There was something nauseating about the way Barack Obama surrounded himself with children as he unveiled his gun control plans. It looked like emotional blackmail. “Look these innocent babes in the face and tell them guns are good” – that was the implicit message of this cynical, innocence-exploiting press conference, which brought to mind one of the late Wacko Jacko’s weird child-centred peace concerts more than it did a serious Lincoln-style presidential address. What Obama and his advisers appear to have overlooked is that it doesn’t matter one jot what children think of guns, or anything else for that matter: politics is an adult business, and should be shaped by adult arguments, not childish fears.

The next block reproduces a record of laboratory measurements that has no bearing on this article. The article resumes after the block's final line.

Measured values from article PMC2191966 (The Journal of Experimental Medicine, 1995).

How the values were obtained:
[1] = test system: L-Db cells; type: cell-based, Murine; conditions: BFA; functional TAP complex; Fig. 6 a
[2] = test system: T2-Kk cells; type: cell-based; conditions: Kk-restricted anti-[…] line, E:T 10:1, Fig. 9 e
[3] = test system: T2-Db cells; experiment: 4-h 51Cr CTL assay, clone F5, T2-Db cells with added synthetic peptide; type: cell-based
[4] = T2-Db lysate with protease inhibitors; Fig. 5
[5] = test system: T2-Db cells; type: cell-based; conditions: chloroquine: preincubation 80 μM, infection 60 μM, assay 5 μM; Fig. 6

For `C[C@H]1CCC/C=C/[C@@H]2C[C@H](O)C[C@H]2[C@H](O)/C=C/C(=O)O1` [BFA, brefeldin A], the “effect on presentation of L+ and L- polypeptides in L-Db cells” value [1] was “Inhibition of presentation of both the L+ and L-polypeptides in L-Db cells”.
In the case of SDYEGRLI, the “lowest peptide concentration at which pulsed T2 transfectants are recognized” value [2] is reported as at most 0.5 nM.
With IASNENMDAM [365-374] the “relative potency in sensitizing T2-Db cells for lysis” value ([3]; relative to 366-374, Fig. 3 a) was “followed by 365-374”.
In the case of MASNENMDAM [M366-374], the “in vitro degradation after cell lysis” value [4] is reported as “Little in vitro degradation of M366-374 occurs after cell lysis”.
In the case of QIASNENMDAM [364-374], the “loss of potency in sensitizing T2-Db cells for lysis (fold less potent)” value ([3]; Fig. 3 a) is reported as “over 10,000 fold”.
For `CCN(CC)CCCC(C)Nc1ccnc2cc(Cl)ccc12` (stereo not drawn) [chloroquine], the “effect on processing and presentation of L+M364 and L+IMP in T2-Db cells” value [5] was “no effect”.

Obama’s anti-gun stunt was a see-through attempt to circumvent the democratic realm of grown-up debate and competing interests by laying down the trump card marked, “But what about the children?!” In the wake of the horrific Newtown school massacre, Obama received numerous letters from upset children, and he cynically decided to scan and publish them on the White House website and then invite the letter-writers to attend his big gun-control announcement. “I just wanted to tell you that I feel really sad”, says one of the kiddie letters. “Can we stop using GUNS? I am really scared of guns and criminals around the world.” This is probably the first time in history (and let’s hope it’s the last) that a 200-year-old constitution fought for tooth-and-catapult might be rewritten on the basis of what a precocious eight-year-old felt as she watched the evening news.